Uddhav Thackeray today voiced concern over ground realities remaining unchanged despite BJP securing the mandate on the plank of "Acche Din" (the good days).
Expressing disappointment with the one-year rule of the Narendra Modi government, Shiv Sena president Uddhav Thackeray today voiced concern over ground realities remaining unchanged despite BJP securing the mandate on the plank of “Acche Din” (the good days).
Significantly, the long-time NDA ally has turned a critical lens to BJP’s work at an hour when the Centre was under attack from the opposition both within and outside the Parliament over a host of issues.
“Even 50 years are not enough to clean up the mess created by the previous (UPA) government. But a lot has to be done in the next five years to fulfil the aspirations of people. You (the BJP) had promised ‘Acche Din’ to people and thus cannot cheat them now,” Thackeray said in an interview in Shiv Sena mouthpiece ‘Saamana’.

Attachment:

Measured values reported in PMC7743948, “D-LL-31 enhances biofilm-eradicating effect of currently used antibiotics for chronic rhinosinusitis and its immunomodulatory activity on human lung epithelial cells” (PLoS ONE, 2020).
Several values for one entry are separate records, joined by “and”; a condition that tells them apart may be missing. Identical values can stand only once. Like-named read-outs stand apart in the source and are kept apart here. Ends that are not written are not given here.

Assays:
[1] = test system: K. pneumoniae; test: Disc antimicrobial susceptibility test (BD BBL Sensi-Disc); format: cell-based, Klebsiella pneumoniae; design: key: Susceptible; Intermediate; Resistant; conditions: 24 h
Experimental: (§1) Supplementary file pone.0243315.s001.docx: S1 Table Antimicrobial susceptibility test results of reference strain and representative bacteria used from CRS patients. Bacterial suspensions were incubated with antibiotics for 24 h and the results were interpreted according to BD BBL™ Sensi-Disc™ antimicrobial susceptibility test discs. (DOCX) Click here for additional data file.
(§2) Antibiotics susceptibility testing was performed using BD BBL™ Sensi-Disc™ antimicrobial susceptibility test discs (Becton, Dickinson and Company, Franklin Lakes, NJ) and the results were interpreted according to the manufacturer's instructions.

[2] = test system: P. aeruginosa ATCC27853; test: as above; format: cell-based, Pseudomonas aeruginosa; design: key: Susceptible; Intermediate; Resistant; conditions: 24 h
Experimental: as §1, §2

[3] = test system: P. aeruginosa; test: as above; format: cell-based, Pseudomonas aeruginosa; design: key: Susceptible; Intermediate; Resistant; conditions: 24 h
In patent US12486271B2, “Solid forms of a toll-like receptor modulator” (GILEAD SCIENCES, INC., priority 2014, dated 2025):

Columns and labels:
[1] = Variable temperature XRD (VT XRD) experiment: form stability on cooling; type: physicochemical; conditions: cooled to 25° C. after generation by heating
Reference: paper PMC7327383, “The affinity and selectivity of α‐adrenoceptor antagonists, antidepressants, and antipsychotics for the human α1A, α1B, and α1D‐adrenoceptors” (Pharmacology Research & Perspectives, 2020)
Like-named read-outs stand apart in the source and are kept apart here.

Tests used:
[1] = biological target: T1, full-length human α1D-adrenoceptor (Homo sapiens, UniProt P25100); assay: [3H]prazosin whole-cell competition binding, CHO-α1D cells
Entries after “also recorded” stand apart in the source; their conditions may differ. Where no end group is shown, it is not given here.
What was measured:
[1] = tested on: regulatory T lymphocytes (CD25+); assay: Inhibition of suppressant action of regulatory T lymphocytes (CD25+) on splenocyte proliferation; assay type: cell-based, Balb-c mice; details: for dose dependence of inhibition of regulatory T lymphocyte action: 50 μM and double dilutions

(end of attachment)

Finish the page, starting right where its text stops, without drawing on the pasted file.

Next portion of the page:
He said that even though governments have changed at the Centre and in Maharashtra, nothing much has changed on “ground”.
“Every morning when we open a newspaper, we read the same news that once bored us… The thought which comes to our mind is that we used to read the same news before. Be it farmers’ suicide, protests of the unemployed people, crimes against women,” he said.
Asked to comment on Pakistani flags being raised in Kashmir, Thackeray said, “Haven’t seen it happen in a long time.”
In his reply to another query, Thackeray questioned the change the BJP has brought about after allying with the PDP in Jammu and Kashmir.
“What can I do? It is surprising. I do not have personal enmity with anyone but what stand did you (BJP) have on Mufti Mohammed Sayeed before ? How can you forget his style of politics? If Kashmir progresses, it is good. But bringing about a change does not mean giving the state a big financial package. People there should be turned back towards India,” Thackeray said.
Reiterating his stand on ridding farmers of their debts, he said they should be financially sound so that they can take new debts if they want.